Seven management and planning tools

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The seven management and planning tools have their roots in operations research work done after World War II and the Japanese total quality control (TQC) research.[1][2]

The New seven tools[edit]

Affinity Diagram [KJ method][edit]

Affinity diagram

Affinity diagrams are a special kind of brainstorming tool that organize large amount of disorganized data and information into groupings based on natural relationships.

It was created in the 1960s by the Japanese anthropologist Jiro Kawakita. It is also known as KJ diagram, after Jiro Kawakita. An affinity diagram is used when:

  1. You are confronted with many facts or ideas in apparent chaos.
  2. Issues seem too large and complex to grasp.

Interrelationship diagram[edit]

Interrelationship digraph

Interrelationship diagrams (IDs) displays all the interrelated cause-and-effect relationships and factors involved in a complex problem and describes desired outcomes. The process of creating an interrelationship diagram helps a group analyze the natural links between different aspects of a complex situation.

Tree diagram[edit]

Tree diagram

This tool is used to break down broad categories into finer and finer levels of detail. It can map levels of details of tasks that are required to accomplish a goal or solution or task. Developing a tree diagram directs concentration from generalities to specifics.

Prioritization matrix[edit]

Matrix diagram

This tool is used to prioritize items and describe them in terms of weighted criteria. It uses a combination of tree and matrix diagramming techniques to do a pair-wise evaluation of items and to narrow down options to the most desired or most effective. Popular applications for the prioritization matrix include return on investment (ROI) or cost–benefit analysis (investment vs. return), time management matrix (urgency vs. importance), etc.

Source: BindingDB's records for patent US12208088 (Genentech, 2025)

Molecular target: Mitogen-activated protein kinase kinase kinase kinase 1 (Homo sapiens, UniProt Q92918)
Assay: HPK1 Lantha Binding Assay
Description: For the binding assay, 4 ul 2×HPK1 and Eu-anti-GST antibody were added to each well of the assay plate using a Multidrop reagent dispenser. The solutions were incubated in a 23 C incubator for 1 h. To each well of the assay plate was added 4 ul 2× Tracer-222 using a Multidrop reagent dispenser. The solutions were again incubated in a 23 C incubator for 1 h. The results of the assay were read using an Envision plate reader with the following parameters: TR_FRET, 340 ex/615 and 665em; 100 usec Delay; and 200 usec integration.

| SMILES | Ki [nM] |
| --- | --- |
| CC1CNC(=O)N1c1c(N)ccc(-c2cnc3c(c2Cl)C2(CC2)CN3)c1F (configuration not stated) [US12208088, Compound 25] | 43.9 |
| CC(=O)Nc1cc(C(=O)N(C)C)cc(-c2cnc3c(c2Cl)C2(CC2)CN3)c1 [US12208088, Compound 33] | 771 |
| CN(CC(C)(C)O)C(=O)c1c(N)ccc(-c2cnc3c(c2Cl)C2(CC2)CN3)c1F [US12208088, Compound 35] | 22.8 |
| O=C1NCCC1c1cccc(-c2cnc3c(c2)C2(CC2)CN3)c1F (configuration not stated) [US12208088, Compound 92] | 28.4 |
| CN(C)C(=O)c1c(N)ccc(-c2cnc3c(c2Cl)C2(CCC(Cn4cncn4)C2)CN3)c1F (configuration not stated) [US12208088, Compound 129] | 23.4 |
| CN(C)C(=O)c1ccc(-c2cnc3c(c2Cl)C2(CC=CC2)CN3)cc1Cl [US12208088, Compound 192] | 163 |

Matrix diagram or quality table[edit]

Matrix diagram

This tool shows the relationship between two or more sets of elements. At each intersection, a relationship is either absent or present. It then gives information about the relationship, such as its strength, the roles played by various individuals or measurements. The matrix diagram enables you to analyze relatively complex situations by exposing interactions and dependencies between things. Six differently shaped matrices are possible: L, T, Y, X, C, R and roof-shaped, depending on how many groups must be compared.

Process decision program chart[edit]

Process decision program chart

A useful way of planning is to break down tasks into a hierarchy, using a tree diagram. The process decision program chart (PDPC) extends the tree diagram a couple of levels to identify risks and countermeasures for the bottom level tasks. Different shaped boxes are used to highlight risks and identify possible countermeasures (often shown as "clouds" to indicate their uncertain nature). The PDPC is similar to the failure modes and effects analysis (FMEA) in that both identify risks, consequences of failure, and contingency actions; the FMEA also rates relative risk levels for each potential failure point.

Activity network diagram[edit]

Arrow diagram

This tool is used to plan the appropriate sequence or schedule for a set of tasks and related subtasks. It is used when subtasks must occur in parallel. The diagram helps in determining the critical path (longest sequence of tasks). The purpose is to help people sequentially define, organize, and manage a complex set of activities.

See also[edit]


  1. ^ Seven New Quality Tools for Managers and Staff. 1979. translated into English 1983
  2. ^ Seven New Management and Planning Tools

External links[edit]